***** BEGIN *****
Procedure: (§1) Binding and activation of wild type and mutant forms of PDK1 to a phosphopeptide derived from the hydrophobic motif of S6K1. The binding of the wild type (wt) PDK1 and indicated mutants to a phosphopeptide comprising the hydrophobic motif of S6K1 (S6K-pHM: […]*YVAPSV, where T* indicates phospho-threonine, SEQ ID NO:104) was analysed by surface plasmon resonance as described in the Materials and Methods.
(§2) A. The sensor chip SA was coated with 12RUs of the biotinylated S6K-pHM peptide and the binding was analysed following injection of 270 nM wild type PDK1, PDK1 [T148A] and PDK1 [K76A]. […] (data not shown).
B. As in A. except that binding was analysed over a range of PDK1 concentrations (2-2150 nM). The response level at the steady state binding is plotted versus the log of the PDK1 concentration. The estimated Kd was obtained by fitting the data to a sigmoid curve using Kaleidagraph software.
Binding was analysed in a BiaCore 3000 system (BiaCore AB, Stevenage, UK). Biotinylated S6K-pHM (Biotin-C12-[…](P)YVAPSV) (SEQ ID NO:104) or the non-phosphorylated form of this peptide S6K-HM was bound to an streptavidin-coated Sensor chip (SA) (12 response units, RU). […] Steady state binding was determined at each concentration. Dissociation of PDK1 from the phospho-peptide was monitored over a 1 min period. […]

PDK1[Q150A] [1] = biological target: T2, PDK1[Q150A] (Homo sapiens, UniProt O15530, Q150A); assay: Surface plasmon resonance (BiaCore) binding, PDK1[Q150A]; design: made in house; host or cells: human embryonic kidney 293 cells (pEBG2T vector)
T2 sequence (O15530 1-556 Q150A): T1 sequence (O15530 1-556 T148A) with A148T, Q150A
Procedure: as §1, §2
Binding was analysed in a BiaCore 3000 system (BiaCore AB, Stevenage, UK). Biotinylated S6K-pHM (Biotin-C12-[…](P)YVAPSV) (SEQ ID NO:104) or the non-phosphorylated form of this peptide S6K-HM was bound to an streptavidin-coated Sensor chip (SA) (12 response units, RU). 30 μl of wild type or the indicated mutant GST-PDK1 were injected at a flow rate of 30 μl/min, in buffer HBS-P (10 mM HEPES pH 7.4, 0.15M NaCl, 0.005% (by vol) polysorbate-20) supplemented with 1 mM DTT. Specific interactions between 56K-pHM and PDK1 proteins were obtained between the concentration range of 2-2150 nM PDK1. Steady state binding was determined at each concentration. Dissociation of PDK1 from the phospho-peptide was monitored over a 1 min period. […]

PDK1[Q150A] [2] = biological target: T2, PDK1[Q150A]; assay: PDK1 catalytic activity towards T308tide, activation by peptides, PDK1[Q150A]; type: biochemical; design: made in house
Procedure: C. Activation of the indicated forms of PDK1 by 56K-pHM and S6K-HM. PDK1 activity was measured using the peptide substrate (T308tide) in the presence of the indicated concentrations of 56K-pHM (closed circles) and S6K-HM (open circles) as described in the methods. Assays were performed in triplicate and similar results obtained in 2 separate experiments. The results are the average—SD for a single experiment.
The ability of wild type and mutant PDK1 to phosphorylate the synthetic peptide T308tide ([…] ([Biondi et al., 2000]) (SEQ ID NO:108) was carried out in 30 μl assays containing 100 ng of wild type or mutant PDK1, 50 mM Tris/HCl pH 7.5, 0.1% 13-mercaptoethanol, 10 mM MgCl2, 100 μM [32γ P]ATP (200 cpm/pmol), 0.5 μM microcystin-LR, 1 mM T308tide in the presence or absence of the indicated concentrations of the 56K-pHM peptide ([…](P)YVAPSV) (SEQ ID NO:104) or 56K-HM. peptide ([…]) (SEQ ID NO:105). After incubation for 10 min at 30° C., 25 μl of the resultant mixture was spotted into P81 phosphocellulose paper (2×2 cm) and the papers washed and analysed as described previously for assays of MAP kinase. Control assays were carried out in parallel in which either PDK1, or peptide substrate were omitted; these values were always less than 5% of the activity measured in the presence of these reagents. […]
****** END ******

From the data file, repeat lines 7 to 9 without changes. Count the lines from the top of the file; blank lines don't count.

Procedure: as §1, §2
Binding was analysed in a BiaCore 3000 system (BiaCore AB, Stevenage, UK). Biotinylated S6K-pHM (Biotin-C12-[…](P)YVAPSV) (SEQ ID NO:104) or the non-phosphorylated form of this peptide S6K-HM was bound to an streptavidin-coated Sensor chip (SA) (12 response units, RU). 30 μl of wild type or the indicated mutant GST-PDK1 were injected at a flow rate of 30 μl/min, in buffer HBS-P (10 mM HEPES pH 7.4, 0.15M NaCl, 0.005% (by vol) polysorbate-20) supplemented with 1 mM DTT. Specific interactions between 56K-pHM and PDK1 proteins were obtained between the concentration range of 2-2150 nM PDK1. Steady state binding was determined at each concentration. Dissociation of PDK1 from the phospho-peptide was monitored over a 1 min period. […]

PDK1[Q150A] [2] = biological target: T2, PDK1[Q150A]; assay: PDK1 catalytic activity towards T308tide, activation by peptides, PDK1[Q150A]; type: biochemical; design: made in house